People like Brooks Hansen go overseas, it appears, to get babies so they can have babies without an identity other than the one they give them. Most adoptions in this country today are some form of "open adoption," in which the parties know each other. These natural mothers--i.e. reproductive agents--apparently have a much less difficult time in their lives reconciling with the fact that their children are adopted. Let me ask this--and I don't know the answer--how old was Brooks and his wife when they decided to have children? In their most fecund reproductive years? Their twenties? Later? Much later? It is always sad when someone who wants to have children can not, but that does not entitle them ipso facto to someone else's child.
Your vituperative attack on me--and referring to us as "reproductive agents" is an attack on me-- went to the very core of who I am and what I have been about for most of my adult life. I have, over the years, received hundreds of letters from grateful adoptees, and other natural mothers, aka "reproductive agents", for the work I have devoted a large part of my life to. The letters are full of tears and thank yous. And of course there are always a few from adoptive parents who want to kill me. I have tried not to talk about this to you--though it is basic to who I am--because I know how you feel, and that nothing I ever said would open a crack in your feelings that I am wrong, and should shut up and sit down. Your mind was made up.
But know this: All adoptions do not work out well, no matter that the few that you know of have. Kids get returned; one parents dies, or they divorce and the new partner often doesn't want the kid and he's shuttled off to boarding schools and summer camps with little affection the week they are home in between; adoptees end up back in the care of the state; the statistics that I can show you prove that more adoptees end up in therapy, special schools, on drugs, both prescribed and illicit, have other children out of wedlock, are prone to pathological lying, etc. than the general population. Some adoptees can not search for any number of reasons--they may not have a birth certificate with the right date on it, or even the place--and only the natural mother can reconnect, because only she has access to the accurate facts of that birth.
Adoption is way more complicated than your experience has shown it to be. This is not just from my own experience, or from a few friends; I have a small library of books/academic papers/reports about this. I have testified in Albany to a joint Senate-Assembly committee, in Washington to a Senate committee, and in court for adoptees who want their records, been on television more than a dozen times talking about adoption reform. This is the subject of my life.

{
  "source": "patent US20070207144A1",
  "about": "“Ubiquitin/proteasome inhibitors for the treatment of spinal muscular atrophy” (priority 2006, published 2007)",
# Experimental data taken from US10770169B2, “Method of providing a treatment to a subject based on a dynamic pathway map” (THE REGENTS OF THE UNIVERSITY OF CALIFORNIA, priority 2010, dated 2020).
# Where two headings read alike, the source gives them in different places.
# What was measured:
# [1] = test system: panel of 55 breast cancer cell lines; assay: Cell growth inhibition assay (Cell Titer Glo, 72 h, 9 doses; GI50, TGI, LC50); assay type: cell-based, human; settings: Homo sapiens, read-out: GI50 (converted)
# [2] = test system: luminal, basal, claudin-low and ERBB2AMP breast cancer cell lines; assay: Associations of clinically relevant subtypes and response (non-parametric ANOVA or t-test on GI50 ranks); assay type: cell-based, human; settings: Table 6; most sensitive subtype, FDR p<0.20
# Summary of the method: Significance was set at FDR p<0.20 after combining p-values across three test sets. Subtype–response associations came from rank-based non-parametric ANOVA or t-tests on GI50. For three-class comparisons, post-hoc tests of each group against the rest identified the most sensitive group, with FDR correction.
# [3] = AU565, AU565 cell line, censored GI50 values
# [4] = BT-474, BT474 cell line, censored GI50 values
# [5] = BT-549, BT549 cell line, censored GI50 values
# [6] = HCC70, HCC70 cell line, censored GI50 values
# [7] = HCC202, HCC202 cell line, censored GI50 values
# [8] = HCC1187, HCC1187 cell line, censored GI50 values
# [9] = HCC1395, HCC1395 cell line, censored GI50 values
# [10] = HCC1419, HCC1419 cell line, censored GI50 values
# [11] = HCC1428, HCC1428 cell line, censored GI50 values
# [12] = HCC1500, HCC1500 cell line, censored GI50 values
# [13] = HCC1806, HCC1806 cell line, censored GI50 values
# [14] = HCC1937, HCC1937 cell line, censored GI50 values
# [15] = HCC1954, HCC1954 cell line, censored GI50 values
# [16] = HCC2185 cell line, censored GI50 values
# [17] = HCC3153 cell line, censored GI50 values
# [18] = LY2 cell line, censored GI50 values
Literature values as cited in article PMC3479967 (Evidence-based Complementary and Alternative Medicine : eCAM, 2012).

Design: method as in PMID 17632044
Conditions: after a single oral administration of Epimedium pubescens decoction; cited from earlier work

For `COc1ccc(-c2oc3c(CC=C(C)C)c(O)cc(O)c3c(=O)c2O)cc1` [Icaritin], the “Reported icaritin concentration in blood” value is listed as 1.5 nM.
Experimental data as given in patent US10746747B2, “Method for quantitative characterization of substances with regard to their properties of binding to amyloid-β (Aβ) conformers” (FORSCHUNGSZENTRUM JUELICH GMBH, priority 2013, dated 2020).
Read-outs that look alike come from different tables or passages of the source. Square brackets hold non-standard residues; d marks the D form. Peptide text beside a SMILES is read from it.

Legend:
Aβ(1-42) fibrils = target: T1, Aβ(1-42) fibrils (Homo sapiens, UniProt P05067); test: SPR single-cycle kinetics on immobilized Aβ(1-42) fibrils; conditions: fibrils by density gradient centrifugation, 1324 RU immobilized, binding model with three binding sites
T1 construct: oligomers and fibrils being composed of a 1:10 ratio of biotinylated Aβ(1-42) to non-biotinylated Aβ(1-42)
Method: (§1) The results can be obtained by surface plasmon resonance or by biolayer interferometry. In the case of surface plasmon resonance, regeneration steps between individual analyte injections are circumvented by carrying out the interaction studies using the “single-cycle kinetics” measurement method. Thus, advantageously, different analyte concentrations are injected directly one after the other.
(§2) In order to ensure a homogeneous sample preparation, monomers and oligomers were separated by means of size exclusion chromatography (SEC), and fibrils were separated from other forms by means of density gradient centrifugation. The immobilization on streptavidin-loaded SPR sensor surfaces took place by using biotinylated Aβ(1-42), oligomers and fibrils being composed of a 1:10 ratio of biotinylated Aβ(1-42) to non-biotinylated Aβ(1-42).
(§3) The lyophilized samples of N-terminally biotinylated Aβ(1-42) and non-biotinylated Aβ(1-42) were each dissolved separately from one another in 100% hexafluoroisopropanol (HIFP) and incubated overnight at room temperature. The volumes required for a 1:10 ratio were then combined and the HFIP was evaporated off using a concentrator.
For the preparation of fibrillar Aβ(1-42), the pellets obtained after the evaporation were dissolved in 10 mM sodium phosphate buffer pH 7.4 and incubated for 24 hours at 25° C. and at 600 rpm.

What I feel from you is a basic rejection/repugnance of all women who have surrendered children ("reproductive agent" says that), or at least all women who want to do more than say a million rosaries for those children. And that has to include me. So where does that leave us? I don' t know, but if you like, I would welcome you to come over and talk. If you want to do that, please give me a call so we can set up a time. I have been so very upset by this break. I hope we can repair this, but you have to understand that I can not erase from memory the words I heard you say with such vehemence. I am writing all this because I feel I could never get it all out if we talk. And I feel I not only owe you an insight into my feelings, but also would like you to know what the extensive literature on adoption says.
This break has hurt me deeply because I have been so very fond of you. I have often thought of you as the sister I never had. Our closeness has only made this worse. It is as if my sister told me I was worthless, and that how I have lived my life was a mistake.
I'll let you readers know what comes of this. She does not read her email everyday. I know some of you may not understand, but I do hope there is a way we can come to some sort of understanding and have a relationship. None of us are perfect, all of us have glitches, and there is much about her that I like. Coming to the realization about her mother was liberating, and made me think more predisposed to excuse her. Though I don't know if my analysis will have any bearing on the outcome.